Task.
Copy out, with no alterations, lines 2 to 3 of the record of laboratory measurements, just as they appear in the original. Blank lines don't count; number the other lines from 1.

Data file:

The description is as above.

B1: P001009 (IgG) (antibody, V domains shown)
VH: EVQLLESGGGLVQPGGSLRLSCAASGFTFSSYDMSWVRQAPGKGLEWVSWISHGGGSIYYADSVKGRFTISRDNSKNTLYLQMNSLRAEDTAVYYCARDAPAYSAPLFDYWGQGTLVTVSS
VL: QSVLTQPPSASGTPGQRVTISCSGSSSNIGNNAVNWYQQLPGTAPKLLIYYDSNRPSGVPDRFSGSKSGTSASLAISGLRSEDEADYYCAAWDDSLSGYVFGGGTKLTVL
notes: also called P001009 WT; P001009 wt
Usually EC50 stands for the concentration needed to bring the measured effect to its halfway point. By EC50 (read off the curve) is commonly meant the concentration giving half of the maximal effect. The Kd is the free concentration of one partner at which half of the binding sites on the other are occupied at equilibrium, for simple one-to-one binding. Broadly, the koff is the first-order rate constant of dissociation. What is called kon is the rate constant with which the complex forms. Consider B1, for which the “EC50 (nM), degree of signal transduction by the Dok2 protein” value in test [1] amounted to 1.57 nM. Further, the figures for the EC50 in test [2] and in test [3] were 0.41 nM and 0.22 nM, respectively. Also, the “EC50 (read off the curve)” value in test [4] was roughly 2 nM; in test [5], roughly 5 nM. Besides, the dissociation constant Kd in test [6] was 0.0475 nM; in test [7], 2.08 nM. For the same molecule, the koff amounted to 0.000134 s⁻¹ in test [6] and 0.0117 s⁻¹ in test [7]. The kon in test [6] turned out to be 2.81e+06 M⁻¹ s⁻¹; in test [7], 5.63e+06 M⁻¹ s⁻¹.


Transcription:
B1: P001009 (IgG) (antibody, V domains shown)
VH: EVQLLESGGGLVQPGGSLRLSCAASGFTFSSYDMSWVRQAPGKGLEWVSWISHGGGSIYYADSVKGRFTISRDNSKNTLYLQMNSLRAEDTAVYYCARDAPAYSAPLFDYWGQGTLVTVSS